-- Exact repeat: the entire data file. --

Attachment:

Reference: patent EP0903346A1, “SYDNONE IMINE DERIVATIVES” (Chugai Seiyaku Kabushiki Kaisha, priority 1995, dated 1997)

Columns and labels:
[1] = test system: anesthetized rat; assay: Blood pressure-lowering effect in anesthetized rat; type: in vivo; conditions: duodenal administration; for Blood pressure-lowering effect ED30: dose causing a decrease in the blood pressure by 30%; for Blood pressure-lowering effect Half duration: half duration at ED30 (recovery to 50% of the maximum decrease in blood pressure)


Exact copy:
Reference: patent EP0903346A1, “SYDNONE IMINE DERIVATIVES” (Chugai Seiyaku Kabushiki Kaisha, priority 1995, dated 1997)

Columns and labels:
[1] = test system: anesthetized rat; assay: Blood pressure-lowering effect in anesthetized rat; type: in vivo; conditions: duodenal administration; for Blood pressure-lowering effect ED30: dose causing a decrease in the blood pressure by 30%; for Blood pressure-lowering effect Half duration: half duration at ED30 (recovery to 50% of the maximum decrease in blood pressure)